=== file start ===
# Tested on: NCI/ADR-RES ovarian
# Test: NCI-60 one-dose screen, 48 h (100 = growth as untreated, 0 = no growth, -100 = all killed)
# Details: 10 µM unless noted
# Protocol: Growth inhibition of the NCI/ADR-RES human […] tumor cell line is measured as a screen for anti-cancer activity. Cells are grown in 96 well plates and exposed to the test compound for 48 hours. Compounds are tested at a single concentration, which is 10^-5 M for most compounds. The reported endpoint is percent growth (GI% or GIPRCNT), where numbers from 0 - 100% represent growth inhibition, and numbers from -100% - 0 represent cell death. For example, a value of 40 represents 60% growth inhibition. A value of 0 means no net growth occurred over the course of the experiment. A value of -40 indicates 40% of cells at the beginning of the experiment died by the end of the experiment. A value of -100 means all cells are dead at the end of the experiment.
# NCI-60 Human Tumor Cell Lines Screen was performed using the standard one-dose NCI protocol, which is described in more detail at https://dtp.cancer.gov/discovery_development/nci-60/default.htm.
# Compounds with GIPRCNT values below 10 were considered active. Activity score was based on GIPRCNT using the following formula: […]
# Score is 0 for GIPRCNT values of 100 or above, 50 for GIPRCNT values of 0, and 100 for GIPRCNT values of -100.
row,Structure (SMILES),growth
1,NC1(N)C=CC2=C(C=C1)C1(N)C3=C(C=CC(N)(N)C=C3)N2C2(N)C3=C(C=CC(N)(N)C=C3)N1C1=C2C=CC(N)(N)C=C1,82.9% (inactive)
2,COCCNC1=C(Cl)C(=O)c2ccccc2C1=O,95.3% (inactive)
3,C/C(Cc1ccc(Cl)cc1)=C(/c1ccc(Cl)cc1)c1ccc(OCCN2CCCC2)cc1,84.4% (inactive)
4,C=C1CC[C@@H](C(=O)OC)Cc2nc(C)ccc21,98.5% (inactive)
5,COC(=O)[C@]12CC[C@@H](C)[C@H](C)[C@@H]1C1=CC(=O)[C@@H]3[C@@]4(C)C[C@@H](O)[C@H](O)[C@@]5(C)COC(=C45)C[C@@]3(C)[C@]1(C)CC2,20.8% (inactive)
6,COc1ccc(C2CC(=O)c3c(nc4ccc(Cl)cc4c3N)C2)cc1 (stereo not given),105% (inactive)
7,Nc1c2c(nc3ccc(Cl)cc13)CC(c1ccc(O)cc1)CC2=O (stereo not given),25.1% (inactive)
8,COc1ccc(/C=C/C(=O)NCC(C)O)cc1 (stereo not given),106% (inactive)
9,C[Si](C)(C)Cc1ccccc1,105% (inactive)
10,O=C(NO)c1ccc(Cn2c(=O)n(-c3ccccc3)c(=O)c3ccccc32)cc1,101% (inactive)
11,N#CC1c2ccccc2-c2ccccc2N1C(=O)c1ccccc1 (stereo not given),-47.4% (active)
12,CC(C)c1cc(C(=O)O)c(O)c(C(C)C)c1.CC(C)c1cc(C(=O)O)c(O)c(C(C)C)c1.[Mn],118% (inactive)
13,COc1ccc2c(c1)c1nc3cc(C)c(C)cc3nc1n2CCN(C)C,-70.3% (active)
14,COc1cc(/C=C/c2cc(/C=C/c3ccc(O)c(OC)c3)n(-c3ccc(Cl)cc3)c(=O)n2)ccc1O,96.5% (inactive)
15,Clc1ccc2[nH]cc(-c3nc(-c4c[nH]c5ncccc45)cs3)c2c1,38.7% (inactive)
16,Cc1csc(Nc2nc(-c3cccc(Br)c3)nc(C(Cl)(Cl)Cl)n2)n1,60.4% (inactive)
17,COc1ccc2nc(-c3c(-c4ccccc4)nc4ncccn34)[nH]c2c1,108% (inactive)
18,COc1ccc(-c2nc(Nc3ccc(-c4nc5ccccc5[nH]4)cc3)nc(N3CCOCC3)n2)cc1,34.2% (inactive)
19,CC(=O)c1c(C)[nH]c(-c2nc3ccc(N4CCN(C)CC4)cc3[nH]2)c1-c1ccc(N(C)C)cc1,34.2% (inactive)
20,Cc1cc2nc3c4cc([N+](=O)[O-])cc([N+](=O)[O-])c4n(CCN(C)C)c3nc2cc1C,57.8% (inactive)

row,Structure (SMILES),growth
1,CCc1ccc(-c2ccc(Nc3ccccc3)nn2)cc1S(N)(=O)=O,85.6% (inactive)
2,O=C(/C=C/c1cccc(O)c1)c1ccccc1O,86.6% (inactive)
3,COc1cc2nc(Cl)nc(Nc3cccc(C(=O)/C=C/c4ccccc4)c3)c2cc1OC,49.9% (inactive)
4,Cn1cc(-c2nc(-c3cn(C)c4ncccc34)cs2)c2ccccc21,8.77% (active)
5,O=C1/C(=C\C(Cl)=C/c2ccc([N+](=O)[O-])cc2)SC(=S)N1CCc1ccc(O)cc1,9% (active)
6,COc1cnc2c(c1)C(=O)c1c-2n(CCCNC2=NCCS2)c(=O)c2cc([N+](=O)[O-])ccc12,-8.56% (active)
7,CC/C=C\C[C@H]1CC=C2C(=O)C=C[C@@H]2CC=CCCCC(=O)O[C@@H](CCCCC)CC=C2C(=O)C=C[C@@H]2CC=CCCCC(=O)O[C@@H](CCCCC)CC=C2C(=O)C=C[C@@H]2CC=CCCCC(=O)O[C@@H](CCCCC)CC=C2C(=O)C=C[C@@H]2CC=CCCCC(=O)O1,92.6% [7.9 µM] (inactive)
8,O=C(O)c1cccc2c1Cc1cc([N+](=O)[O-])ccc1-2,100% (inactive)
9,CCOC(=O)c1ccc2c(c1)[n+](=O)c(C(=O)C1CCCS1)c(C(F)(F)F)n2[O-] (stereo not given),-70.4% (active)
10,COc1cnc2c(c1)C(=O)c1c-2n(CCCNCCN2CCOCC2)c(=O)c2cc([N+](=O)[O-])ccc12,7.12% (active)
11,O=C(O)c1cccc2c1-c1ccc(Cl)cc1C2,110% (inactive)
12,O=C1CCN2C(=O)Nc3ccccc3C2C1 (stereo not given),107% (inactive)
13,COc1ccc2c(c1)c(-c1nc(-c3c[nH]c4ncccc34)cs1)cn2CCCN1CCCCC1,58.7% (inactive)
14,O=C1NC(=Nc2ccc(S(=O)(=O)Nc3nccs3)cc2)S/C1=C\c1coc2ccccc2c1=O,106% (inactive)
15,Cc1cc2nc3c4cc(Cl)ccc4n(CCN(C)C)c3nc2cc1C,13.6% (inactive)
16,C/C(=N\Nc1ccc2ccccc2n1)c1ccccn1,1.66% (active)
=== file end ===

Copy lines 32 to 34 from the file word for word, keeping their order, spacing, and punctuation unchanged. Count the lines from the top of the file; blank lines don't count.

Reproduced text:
3,COc1cc2nc(Cl)nc(Nc3cccc(C(=O)/C=C/c4ccccc4)c3)c2cc1OC,49.9% (inactive)
4,Cn1cc(-c2nc(-c3cn(C)c4ncccc34)cs2)c2ccccc21,8.77% (active)
5,O=C1/C(=C\C(Cl)=C/c2ccc([N+](=O)[O-])cc2)SC(=S)N1CCc1ccc(O)cc1,9% (active)